By Cesar Neyoy - Bajo
San Luis, Ariz.
- It's not ready to crest hills or negotiate rugged terrain, but high school
and Arizona Western College
students here recently unveiled their prototype of an all-terrain vehicle.
The unfinished chrome frame was fabricated in the welding shop at San Luis High School in what is a joint venture of the high school
and AWC students, and college officials hope their efforts will lead not just
to a trail-ready vehicle but a thriving off roading industry in the Arizona border town.
The AWC students are enrolled in a year-old off roading program at the San Luis
campus designed to prepare them for jobs as off road vehicle mechanics,
manufacturers, dealers and other facets of the sport.
"We have thousands of (off roading) enthusiasts who come to the recreational
areas in the desert in this region with their vehicles, but we don't now have a
service industry that they need," said Everardo Martinez Inzunza, south county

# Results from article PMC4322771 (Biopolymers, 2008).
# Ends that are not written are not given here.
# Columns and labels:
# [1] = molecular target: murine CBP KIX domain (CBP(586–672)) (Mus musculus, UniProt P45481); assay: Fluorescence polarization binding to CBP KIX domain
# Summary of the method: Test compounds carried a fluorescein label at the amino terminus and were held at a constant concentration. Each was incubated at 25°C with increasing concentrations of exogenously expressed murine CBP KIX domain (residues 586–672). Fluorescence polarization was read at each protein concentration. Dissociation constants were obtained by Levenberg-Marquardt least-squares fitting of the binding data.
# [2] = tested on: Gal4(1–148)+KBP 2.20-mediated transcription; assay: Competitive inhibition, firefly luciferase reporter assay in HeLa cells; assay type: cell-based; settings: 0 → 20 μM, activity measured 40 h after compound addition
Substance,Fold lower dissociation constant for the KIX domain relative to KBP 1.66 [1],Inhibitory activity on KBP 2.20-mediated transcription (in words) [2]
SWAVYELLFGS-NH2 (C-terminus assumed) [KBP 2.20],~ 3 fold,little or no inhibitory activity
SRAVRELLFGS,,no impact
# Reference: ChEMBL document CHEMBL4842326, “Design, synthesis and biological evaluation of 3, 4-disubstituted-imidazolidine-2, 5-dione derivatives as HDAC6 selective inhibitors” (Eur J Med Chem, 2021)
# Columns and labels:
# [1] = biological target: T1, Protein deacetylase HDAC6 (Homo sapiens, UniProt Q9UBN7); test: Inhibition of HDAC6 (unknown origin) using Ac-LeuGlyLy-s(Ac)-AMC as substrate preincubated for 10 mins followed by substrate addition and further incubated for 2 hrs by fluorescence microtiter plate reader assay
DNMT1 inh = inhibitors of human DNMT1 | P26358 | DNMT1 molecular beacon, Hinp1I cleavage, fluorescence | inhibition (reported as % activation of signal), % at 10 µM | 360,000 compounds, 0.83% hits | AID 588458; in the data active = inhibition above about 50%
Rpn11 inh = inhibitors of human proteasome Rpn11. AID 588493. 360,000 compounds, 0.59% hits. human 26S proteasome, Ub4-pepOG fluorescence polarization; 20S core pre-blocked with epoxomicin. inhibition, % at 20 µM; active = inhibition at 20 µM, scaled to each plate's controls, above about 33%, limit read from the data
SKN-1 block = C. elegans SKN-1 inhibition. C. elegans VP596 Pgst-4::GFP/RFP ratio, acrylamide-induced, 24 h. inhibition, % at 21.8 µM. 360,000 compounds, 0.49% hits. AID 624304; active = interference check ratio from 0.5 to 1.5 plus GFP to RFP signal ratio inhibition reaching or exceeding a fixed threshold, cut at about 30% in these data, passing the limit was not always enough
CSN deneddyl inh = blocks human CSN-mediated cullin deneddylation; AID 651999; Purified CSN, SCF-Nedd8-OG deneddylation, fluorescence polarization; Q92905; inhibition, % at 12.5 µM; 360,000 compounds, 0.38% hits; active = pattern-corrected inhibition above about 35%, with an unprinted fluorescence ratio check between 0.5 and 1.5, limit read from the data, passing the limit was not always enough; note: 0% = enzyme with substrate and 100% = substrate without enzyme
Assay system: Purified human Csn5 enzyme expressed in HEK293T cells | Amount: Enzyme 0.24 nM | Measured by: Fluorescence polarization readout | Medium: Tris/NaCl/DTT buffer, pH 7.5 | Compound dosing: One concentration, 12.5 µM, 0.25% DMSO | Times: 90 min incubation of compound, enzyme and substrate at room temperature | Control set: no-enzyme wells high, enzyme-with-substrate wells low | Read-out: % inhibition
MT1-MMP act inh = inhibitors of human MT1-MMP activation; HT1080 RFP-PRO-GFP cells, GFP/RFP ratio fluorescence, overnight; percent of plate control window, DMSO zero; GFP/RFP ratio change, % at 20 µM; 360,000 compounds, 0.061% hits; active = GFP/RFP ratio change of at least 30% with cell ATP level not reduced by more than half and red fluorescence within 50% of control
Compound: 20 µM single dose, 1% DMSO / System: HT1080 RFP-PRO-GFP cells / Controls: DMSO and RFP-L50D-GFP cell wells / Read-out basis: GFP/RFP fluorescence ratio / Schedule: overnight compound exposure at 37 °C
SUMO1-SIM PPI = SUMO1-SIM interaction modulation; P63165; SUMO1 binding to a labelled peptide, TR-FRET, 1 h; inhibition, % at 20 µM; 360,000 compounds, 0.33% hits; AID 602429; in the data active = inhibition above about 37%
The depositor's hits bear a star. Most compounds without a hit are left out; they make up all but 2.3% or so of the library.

director for AWC. "So about a year ago, we began on an experimental basis a
class in the off road industry."
Part of the students' instruction relates to fabrication of the vehicles, and
the uncompleted prototype unveiled recently is one of their projects.
"They are creating a vehicle beginning with a frame made with a chrome
alignment," said Martinez Inzunza. "That is what the industry is using in the
Industrial engineering students from the Center for High Studies for Sonora, in neighboring San Luis Rio Colorado, Son., attended the recent
unveiling of the prototype in what he called an academic exchange between the
Martinez Inzunza said AWC is seeking financial sponsors to help the students
finish the project.
"We are taking with a local racer that is interesting helping us, but we need
AWC's San Luis campus began offering the off roading curriculum in early 2011,
hoping to take advantage of area residents' interest in off roading and of
thousands of off roaders from the Phoenix area and California who come to the
area each year during the milder months.
Talk of cultivating an off roading industry comes at a time when the border
city's economy has been battered by a recession and a dropoff in sales in San
Luis to consumers from neighboring Mexico.